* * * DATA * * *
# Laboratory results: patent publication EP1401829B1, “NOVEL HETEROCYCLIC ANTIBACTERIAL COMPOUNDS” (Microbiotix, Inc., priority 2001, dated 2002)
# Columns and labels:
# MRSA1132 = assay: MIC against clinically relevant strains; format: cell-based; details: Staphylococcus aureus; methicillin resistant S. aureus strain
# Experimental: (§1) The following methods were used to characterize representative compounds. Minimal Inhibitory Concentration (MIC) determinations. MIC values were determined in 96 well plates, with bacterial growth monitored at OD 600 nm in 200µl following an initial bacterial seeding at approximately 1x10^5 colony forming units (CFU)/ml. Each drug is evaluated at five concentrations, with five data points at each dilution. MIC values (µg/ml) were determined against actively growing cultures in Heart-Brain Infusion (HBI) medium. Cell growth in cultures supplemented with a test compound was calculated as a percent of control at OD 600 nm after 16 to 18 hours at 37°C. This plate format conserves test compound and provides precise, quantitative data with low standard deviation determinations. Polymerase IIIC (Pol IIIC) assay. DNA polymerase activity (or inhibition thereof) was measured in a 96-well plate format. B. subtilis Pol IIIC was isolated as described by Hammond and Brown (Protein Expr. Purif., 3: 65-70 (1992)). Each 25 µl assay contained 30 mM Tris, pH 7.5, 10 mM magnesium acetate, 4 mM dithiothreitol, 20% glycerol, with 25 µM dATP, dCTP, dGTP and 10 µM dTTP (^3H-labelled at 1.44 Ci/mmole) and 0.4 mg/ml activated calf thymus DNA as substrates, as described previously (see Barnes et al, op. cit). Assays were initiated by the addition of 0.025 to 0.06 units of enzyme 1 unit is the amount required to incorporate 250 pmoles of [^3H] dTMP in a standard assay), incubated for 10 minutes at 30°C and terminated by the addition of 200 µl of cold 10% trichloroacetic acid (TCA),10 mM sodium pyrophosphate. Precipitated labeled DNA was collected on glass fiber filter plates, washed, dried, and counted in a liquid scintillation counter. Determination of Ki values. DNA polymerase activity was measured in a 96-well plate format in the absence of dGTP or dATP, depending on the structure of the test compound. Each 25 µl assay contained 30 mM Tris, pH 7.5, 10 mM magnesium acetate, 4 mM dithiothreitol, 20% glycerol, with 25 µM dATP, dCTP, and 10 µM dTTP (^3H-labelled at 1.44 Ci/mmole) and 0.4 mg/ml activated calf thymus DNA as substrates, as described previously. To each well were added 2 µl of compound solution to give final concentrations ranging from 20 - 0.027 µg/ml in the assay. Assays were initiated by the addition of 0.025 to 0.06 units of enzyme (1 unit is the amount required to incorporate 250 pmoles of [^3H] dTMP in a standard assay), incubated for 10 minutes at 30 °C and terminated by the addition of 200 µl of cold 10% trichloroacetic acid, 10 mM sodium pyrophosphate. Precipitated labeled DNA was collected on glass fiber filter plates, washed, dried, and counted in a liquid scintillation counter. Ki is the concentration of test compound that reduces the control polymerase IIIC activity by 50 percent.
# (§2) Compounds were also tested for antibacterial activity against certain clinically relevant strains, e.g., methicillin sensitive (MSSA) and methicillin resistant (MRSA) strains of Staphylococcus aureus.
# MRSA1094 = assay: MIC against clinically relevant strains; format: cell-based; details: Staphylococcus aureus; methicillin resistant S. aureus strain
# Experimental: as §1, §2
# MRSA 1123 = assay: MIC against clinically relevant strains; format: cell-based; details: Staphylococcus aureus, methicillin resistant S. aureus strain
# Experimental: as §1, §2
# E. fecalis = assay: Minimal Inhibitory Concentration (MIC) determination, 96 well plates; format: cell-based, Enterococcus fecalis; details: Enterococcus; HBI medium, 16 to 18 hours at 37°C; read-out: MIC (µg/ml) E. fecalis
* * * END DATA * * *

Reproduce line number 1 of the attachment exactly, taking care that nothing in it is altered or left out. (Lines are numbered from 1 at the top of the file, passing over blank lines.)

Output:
# Laboratory results: patent publication EP1401829B1, “NOVEL HETEROCYCLIC ANTIBACTERIAL COMPOUNDS” (Microbiotix, Inc., priority 2001, dated 2002)